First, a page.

Colonoscopy Quality Metrics – A Performance Review of Colorectal Surgeons

Jacquelyn M Charbel, DO, Kevin C Long, MD, Amir L Bastawrous, MD, Rodney Kratz, MD, Darren Pollock, MD, Raman Menon, MD, Melinda Hawkins, MD, Daniel Froese, MD. Swedish Hospital

Introduction: Quality metrics for colonoscopy are commonly referenced when defining competence among endoscopists. Colonoscopy is a skill set practiced by many different specialists ranging from family practitioners to colorectal surgeons. A retrospective review from the Canadian health system database published in 2011 detailed colonoscopic quality metrics of gastroenterologists, general surgeons, and general practitioners. The study suggested that non-gastroenterologists did not perform as well as gastroenterologists, but did not include quality metrics from colorectal surgeons. The Canadian heath system review concluded that a polyp detection rate of > 30% leads to a significant decrease of proximal colorectal cancer development within 3 years of the colonoscopy (1).

Methods: In this study, our goal is to assess quality measures including polyp detection rate of a group of colorectal surgeons performing colonoscopy. We reviewed colonoscopic procedural data from the Swedish Colon and Rectal Surgery Clinic at Swedish Medical Center in Seattle, Washington. A total of 748 charts were reviewed from November 2013 to June 2014. The endpoints reviewed include polyp detection rate, overall adenoma detection rate (male and female), and sessile serrated adenoma detection rate (male and female). Quantitative metrics were collected to assess endpoints such as cecal intubation rate and time, as well as scope withdrawal time.

Results: The results for the colorectal surgeons reveal an overall polyp detection rate of 55.88% (49.11% female, 61.17% male), overall adenoma detection rate of 38.88% (27.47% female, 50.12% male), and overall sessile serrated adenoma detection rate of 9.54% (7.41% female, 10.72% male).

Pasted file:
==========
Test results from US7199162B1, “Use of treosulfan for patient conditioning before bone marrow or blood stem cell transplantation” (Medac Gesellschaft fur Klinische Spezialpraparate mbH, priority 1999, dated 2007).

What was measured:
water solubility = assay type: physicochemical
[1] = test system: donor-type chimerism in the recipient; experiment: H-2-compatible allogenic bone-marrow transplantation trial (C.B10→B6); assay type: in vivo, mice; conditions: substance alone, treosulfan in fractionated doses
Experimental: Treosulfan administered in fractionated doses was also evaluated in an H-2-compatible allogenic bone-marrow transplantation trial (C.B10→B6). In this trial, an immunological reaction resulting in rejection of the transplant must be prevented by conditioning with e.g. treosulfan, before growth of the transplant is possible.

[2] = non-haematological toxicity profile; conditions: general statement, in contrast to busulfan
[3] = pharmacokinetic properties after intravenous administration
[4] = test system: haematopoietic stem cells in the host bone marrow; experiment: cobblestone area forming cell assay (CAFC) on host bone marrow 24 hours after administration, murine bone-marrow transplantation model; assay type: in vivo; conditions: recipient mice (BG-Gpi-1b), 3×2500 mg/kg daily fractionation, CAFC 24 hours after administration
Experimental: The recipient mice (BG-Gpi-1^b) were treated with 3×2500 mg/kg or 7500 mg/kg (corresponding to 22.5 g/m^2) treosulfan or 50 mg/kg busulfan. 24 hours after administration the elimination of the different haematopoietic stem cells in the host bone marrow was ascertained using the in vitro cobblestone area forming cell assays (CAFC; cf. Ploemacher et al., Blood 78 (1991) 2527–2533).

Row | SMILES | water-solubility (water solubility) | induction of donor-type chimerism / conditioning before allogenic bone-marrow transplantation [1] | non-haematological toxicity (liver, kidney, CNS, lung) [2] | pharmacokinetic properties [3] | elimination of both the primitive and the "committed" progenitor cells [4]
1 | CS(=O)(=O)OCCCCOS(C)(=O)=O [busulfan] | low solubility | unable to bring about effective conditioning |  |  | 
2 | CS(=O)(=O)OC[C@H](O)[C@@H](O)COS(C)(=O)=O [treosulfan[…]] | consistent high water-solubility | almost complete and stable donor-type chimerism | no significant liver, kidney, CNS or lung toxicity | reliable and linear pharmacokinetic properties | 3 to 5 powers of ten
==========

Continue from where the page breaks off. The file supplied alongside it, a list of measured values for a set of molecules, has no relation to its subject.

Quantitative metrics for the colorectal surgeons revealed a 99.5% cecal intubation rate with an average cecal intubation time of 8.18 minutes. The average recorded withdrawal time of a colonoscopy in which no polypectomy was performed was 8.99 minutes, as recorded by the endoscopy support staff in the electronic medical record. Average recorded withdrawal time of a colonoscopy in which 1 or more polypectomies were performed was 16.05 minutes.

Discussion: The national standard set by the American College of Gastroenterology (ACG) of 25% adenoma detection rate in men and 15% adenoma detection rate in women is significantly lower than the percentages achieved by the colorectal surgical group (5). Regarding quantitative recommendations, multiple studies have been published concerning colonoscopic procedures. The U.S. Multi-Society Task Force advocates a cecal intubation rate of 95% for screening colonoscopy. Cecal intubation average times ranging from 4.5 to 7 minutes have been reported in large studies (2, 3). The accepted withdrawal time is 6 minutes for a thorough mucosal evaluation (4). The addition of polypectomy upon withdrawal adds an average of 4 minutes for a withdrawal time of 10 minutes (3).

Conclusion: By investigating the aforementioned quality measures, we have shown that fellowship trained colorectal surgeons are capable of high quality colonoscopy.

« Return to SAGES 2015 abstract archive

Reset A Lost Password